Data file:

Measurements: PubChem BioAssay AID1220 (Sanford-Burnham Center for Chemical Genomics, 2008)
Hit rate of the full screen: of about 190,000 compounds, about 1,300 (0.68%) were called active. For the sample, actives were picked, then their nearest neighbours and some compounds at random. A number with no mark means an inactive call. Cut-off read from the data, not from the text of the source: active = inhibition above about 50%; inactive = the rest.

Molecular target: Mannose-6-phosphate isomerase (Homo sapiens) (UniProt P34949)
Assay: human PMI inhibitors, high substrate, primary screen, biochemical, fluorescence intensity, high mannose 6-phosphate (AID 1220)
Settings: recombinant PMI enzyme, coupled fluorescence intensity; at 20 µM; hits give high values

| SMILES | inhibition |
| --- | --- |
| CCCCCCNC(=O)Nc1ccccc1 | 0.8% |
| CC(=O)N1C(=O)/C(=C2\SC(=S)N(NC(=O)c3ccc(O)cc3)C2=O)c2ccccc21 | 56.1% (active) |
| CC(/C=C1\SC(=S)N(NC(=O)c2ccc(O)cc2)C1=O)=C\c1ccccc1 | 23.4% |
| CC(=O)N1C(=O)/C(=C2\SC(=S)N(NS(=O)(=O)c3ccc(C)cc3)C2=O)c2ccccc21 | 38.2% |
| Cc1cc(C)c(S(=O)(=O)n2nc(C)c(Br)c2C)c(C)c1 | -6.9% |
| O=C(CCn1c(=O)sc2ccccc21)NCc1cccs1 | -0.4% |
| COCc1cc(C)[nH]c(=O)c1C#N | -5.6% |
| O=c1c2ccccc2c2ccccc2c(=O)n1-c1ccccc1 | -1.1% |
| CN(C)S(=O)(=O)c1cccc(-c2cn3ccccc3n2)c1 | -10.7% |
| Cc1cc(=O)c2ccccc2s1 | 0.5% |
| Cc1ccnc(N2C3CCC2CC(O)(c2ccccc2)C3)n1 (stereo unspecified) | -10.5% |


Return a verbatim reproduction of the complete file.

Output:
Measurements: PubChem BioAssay AID1220 (Sanford-Burnham Center for Chemical Genomics, 2008)
Hit rate of the full screen: of about 190,000 compounds, about 1,300 (0.68%) were called active. For the sample, actives were picked, then their nearest neighbours and some compounds at random. A number with no mark means an inactive call. Cut-off read from the data, not from the text of the source: active = inhibition above about 50%; inactive = the rest.

Molecular target: Mannose-6-phosphate isomerase (Homo sapiens) (UniProt P34949)
Assay: human PMI inhibitors, high substrate, primary screen, biochemical, fluorescence intensity, high mannose 6-phosphate (AID 1220)
Settings: recombinant PMI enzyme, coupled fluorescence intensity; at 20 µM; hits give high values

| SMILES | inhibition |
| --- | --- |
| CCCCCCNC(=O)Nc1ccccc1 | 0.8% |
| CC(=O)N1C(=O)/C(=C2\SC(=S)N(NC(=O)c3ccc(O)cc3)C2=O)c2ccccc21 | 56.1% (active) |
| CC(/C=C1\SC(=S)N(NC(=O)c2ccc(O)cc2)C1=O)=C\c1ccccc1 | 23.4% |
| CC(=O)N1C(=O)/C(=C2\SC(=S)N(NS(=O)(=O)c3ccc(C)cc3)C2=O)c2ccccc21 | 38.2% |
| Cc1cc(C)c(S(=O)(=O)n2nc(C)c(Br)c2C)c(C)c1 | -6.9% |
| O=C(CCn1c(=O)sc2ccccc21)NCc1cccs1 | -0.4% |
| COCc1cc(C)[nH]c(=O)c1C#N | -5.6% |
| O=c1c2ccccc2c2ccccc2c(=O)n1-c1ccccc1 | -1.1% |
| CN(C)S(=O)(=O)c1cccc(-c2cn3ccccc3n2)c1 | -10.7% |
| Cc1cc(=O)c2ccccc2s1 | 0.5% |
| Cc1ccnc(N2C3CCC2CC(O)(c2ccccc2)C3)n1 (stereo unspecified) | -10.5% |